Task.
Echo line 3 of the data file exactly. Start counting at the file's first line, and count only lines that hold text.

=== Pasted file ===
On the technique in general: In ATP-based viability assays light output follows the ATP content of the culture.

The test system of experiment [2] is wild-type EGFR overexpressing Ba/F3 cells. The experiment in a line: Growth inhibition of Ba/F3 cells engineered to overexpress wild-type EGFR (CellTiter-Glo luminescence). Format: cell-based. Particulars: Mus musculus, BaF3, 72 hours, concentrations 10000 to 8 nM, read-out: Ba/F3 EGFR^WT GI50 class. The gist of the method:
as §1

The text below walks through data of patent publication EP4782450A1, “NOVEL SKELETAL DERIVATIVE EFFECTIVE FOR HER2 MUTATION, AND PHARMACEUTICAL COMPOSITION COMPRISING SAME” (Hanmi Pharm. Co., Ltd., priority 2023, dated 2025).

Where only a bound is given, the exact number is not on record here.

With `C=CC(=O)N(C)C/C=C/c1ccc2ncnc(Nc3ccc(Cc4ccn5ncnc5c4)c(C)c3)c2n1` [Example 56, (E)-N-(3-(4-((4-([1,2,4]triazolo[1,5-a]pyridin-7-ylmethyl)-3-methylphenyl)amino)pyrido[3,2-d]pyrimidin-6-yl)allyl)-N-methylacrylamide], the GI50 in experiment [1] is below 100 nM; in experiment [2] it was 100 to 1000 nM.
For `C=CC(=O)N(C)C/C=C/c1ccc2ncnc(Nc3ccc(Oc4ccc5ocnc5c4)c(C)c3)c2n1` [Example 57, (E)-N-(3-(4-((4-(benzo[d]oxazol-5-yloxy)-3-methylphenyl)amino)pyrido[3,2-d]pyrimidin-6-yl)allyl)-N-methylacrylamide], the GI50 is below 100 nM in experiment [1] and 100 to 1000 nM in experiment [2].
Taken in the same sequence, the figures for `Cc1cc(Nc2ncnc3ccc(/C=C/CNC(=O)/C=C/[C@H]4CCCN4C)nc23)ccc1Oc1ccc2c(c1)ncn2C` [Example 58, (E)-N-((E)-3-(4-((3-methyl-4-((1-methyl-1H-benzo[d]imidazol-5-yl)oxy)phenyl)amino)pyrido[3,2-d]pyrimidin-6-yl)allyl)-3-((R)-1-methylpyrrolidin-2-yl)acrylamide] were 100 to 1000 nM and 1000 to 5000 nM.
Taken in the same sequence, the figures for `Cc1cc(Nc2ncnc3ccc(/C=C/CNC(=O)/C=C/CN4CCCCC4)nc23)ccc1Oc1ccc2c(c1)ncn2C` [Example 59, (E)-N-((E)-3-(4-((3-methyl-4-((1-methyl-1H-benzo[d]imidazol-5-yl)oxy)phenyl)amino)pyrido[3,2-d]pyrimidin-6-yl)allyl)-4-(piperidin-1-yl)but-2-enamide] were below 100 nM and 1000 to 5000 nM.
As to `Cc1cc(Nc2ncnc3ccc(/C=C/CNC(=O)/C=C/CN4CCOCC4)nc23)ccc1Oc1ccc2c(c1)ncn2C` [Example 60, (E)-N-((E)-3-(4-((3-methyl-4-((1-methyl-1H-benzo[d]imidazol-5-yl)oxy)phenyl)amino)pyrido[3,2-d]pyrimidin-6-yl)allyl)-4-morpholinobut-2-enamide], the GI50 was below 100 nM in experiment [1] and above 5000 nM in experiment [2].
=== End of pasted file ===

as §1